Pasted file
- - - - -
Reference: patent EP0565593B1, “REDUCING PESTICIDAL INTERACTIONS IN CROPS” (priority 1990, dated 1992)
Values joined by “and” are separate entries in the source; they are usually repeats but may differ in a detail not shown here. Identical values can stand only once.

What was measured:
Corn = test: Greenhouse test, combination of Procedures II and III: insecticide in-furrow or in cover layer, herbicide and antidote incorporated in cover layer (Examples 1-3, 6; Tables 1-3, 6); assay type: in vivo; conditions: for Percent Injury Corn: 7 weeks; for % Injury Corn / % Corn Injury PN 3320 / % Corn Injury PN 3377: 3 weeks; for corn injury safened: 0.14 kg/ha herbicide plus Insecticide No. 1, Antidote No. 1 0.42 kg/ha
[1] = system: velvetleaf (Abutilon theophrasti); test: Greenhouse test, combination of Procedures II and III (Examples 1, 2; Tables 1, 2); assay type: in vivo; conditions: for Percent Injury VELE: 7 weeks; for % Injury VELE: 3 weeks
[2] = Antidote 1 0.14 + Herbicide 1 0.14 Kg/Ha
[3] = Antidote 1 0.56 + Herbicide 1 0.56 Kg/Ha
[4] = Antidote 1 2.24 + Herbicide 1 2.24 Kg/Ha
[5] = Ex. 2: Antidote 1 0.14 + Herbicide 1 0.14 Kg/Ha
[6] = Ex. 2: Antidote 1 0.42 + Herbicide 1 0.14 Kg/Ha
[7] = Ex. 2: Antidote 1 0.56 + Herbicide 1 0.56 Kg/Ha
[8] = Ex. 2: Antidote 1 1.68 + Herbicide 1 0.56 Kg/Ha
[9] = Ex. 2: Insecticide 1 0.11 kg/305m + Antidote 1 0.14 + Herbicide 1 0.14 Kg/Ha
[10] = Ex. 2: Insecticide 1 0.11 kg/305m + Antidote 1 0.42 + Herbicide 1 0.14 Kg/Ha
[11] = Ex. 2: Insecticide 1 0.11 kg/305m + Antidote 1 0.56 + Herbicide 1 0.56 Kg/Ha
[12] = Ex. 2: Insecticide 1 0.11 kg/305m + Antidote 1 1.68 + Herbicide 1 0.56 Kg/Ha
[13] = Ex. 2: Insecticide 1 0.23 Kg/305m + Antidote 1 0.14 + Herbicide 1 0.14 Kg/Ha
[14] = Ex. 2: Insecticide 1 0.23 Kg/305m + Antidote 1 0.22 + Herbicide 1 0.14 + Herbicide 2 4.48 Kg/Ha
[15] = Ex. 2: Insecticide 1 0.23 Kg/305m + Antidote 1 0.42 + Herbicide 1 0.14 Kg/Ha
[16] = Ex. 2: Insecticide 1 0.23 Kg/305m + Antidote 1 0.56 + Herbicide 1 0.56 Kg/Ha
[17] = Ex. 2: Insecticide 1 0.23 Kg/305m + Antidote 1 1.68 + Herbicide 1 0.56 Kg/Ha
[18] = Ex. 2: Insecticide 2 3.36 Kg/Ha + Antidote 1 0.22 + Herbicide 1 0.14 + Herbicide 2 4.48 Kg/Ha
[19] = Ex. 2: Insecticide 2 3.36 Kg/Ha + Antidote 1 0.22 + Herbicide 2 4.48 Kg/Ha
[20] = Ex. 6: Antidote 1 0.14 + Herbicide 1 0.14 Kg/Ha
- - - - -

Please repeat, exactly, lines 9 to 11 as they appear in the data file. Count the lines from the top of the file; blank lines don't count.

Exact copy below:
[5] = Ex. 2: Antidote 1 0.14 + Herbicide 1 0.14 Kg/Ha
[6] = Ex. 2: Antidote 1 0.42 + Herbicide 1 0.14 Kg/Ha
[7] = Ex. 2: Antidote 1 0.56 + Herbicide 1 0.56 Kg/Ha